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Living Fiction - Chapter 49
Here's where Chapter 48 left you.
“Bob, I’m fine, thank you. What a good memory you have. This is my daughter, Jessie. Jessie…meet Bob. Bob runs…well, he runs one of the grief support meetings at the Carnegie Library.”
“So listen, Pearl. Let me give you my card. You can give me a call if you want to find out about upcoming meetings, or…well…just call me if you need to talk.”
I thanked him and pocketed the card.
“Jessie, it’s no big deal. I promise I’ll go back to a meeting there soon.”
“It’s not that,” Jessie replied solemnly, “I thought you had lied about the grief meetings, too.”
Obviously the girl DID think I lied about everything.
“Look, can we just get one thing clear here?” I asked her in a firm voice. “I didn’t lie about everything. I already explained that I was trying to protect you. Can we just let this go? Can we just quit with the inquisition and have a conversation?”
“That’s all I ever wanted, Mom. I just want to know how you are. Really. Do you want another coffee?”
And now, Chapter 49 Continues.
You might not be surprised to hear that it took Jessie a mighty long time to get her second coffee. In fact, she didn’t get one. And she didn’t come back to the table either. I glanced over a few times and she and Griffin were deep in a conversation about something that involved a lot of hand waving and giggling.
While my daughter was NOT getting me a coffee, I remembered the ‘things I’d like to do list’ I’d written a while back. I dug through my purse to find it.
I finally discovered it scrunched up underneath a tissue and wedged behind an empty sample bottle of buttercream scented lotion.
I unfolded it, and smoothed it out carefully on the table:
3. Take a writing class
4. Volunteer. With kids? Little kids?
5. Research what had happened to Jay.
I looked over my list a few times. Then I dug around in my purse and found a pen so I could scratch out number ‘5’ on the list.
Thinking of Jay made me remember I had left the dog alone in the house. How long can dogs wait to go outside, anyway? I’d only been gone a few hours. Surely Edgar could wait a little longer.
If I knew Jay was going to be gone a long time, I could get someone to come and install a doggie door, but I wasn’t really sure what his plans were.
Hoping Jessie would return to the table soon, I went over the rest of the list thoughtfully.
I crossed out number one. I just didn’t see myself quilting. Maybe I would someday, but right now I suspected it would be just another stress.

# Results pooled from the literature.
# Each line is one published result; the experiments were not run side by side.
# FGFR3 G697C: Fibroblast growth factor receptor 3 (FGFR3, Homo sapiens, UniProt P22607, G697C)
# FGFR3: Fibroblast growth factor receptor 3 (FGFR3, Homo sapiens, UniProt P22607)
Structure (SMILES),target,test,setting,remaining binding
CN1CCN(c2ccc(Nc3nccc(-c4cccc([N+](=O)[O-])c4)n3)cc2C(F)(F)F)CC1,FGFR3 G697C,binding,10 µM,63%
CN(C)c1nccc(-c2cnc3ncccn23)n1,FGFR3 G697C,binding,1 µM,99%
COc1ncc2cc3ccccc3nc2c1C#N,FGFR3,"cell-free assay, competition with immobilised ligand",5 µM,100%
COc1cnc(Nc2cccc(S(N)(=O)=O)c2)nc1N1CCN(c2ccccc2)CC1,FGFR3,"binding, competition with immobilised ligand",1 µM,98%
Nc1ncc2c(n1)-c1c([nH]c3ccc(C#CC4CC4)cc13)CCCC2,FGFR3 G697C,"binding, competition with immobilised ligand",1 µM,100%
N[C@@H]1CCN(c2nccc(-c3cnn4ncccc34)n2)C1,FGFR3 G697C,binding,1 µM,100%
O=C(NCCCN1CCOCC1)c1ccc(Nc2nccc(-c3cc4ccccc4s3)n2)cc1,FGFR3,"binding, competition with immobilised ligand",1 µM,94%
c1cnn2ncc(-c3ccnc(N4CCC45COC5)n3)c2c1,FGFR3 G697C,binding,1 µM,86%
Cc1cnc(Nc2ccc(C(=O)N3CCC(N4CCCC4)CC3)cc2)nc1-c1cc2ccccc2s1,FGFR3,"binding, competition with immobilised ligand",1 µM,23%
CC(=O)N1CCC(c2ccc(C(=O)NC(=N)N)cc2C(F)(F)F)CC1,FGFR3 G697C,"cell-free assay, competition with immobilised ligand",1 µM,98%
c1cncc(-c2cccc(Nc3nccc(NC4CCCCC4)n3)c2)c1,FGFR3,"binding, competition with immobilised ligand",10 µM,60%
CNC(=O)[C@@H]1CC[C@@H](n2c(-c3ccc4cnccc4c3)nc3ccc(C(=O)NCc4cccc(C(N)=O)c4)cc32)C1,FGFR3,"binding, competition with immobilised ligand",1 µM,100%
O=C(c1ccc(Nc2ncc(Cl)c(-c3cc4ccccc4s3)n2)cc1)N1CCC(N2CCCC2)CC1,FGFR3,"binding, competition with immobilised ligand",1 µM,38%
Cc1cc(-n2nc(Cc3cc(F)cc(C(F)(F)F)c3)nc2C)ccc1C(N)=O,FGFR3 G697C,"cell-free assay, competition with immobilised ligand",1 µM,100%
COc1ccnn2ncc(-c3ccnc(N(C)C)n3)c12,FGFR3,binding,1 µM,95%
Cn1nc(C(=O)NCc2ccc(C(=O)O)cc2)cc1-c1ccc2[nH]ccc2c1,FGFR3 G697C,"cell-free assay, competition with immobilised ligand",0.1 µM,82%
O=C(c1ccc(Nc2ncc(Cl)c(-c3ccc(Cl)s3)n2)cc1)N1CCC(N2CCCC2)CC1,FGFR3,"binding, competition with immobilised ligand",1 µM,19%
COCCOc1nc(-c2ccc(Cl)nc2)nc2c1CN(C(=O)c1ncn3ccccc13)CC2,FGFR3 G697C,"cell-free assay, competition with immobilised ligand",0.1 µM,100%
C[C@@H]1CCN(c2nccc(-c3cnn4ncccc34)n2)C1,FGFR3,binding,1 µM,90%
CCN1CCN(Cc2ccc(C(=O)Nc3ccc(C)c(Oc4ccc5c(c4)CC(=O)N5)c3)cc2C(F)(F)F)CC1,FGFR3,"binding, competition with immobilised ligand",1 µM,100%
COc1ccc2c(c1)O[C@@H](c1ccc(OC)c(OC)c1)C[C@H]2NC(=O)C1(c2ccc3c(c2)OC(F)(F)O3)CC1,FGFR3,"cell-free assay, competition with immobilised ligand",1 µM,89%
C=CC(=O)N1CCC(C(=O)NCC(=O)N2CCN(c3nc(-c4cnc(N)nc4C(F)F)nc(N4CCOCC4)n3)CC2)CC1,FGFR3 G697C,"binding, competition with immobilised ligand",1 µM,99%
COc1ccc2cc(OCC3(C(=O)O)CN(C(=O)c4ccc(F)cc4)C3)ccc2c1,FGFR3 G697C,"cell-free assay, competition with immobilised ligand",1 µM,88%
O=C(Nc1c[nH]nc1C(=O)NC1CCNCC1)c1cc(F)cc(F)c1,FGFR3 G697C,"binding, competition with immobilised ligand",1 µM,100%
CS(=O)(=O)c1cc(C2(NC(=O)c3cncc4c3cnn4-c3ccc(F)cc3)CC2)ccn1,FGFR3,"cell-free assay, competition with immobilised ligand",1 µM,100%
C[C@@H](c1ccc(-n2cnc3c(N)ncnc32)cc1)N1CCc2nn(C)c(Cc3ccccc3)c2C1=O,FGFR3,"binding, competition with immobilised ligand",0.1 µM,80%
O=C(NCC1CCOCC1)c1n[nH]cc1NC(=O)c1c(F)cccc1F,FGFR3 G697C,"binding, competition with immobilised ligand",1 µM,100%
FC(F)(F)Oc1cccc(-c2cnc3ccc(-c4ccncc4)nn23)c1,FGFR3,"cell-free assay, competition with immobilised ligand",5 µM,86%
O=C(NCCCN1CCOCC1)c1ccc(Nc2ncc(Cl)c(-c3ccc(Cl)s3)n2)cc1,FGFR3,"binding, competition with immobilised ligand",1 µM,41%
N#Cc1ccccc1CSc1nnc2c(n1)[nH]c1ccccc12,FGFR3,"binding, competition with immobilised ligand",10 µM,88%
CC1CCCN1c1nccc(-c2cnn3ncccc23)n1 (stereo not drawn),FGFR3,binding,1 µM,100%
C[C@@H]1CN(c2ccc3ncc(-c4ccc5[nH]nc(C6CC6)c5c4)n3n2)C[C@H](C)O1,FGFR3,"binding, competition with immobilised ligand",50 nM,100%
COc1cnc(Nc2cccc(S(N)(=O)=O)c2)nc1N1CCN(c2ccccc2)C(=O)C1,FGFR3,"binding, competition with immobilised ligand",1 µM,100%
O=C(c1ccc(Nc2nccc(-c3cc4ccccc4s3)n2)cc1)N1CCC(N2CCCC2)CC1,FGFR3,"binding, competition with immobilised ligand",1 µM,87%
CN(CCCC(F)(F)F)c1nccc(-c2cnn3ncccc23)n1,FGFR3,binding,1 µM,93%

Number two still appealed to me. How hard could it be to actually make myself write? I know my blogging had not gotten off to a rousing start, but still…
Maybe I should actually do number three on the list first, though. Do you suppose they have classes aboug blogging? I doodled a note to ask Griffin about it.
Volunteering still seemed like a good thing to do, so I doodled about twelve question marks around that item.
I looked over my little list a few more times and then I crossed out number four. Maybe later I’d find a place to volunteer, but for now I was going to start small.
Jessie and Griffin were still chatting away. I decided that since she was never going to return to the table, I might as well head home.
Before heading up to the counter, I stuffed my list into my purse and then found some cash to leave on the table for a tip. Jessie seemed a little surprised when I tapped her on the shoulder.
“Sorry to interrupt you, sweetie, but I think I need to go home and check on the dog.”
“Yes, Jess. The dog. Edgar. Remember him? He’s been alone at home for a long time. I don’t want him to be scared or to have an ‘accident’.”
Jessie started to argue with me, “But Mom, we’ve only been here a few…” She stopped talking and looked a little startled when she saw what time it was. “Mom! I didn’t realize! I’m so sorry…I…”
“Jessie,” I said interrupting her again, “It’s fine. Really. Take your time. Call me when you need a ride and I’ll run right back and get you, okay?”
Griffin immediately volunteered that he was off work in an hour and would be happy to give her a ride home.
I was not surprised.
“Sure, Mom, go on, and I’ll just grab a ride.”
As I turned to go I remembered my little doodled reminder. “Griffin? Do you know where I could take a class on blogging?”
The poor guy looked slightly bewildered for a moment. “You mean like how to set up a blog? I thought you had a blog?”
“I do have a blog. I mean more like what to write on it. Can you help me with that?”
Griffin laughed. “Pearl, you can write whatever you want about anything you want. There aren’t any rules. Just write whatever you like.”
Geez, Louise. Does everybody think I’m a moron? “I know that! But I need to know how to write a blog so that someone will want to visit and … you know … leave me a comment.”
Griffin laughed again. I was starting to dislike him a little bit. Nobody should be quite that happy. “Pearl, listen. When I bring your daughter home I’ll take a look at what you’ve got going on and see if I can help. Okay?”
“Okay?” I blurted, “That’s more than okay. That would be great!”
My voice might have gotten a bit loud in my enthusiasm because Jessie looked a little embarrassed.
I didn’t care! Griffin was going to help me with my blog.
The jingle of the bell made me smile as I almost skipped to my car.
As I glanced at the happy face in the rearview mirror, I almost didn’t recognize myself. It had been a long time since I’d seen a reflection with a happy smile.
To be continued on Tuesday, September 6.
(c) 2010 Jennifer R. Matlock
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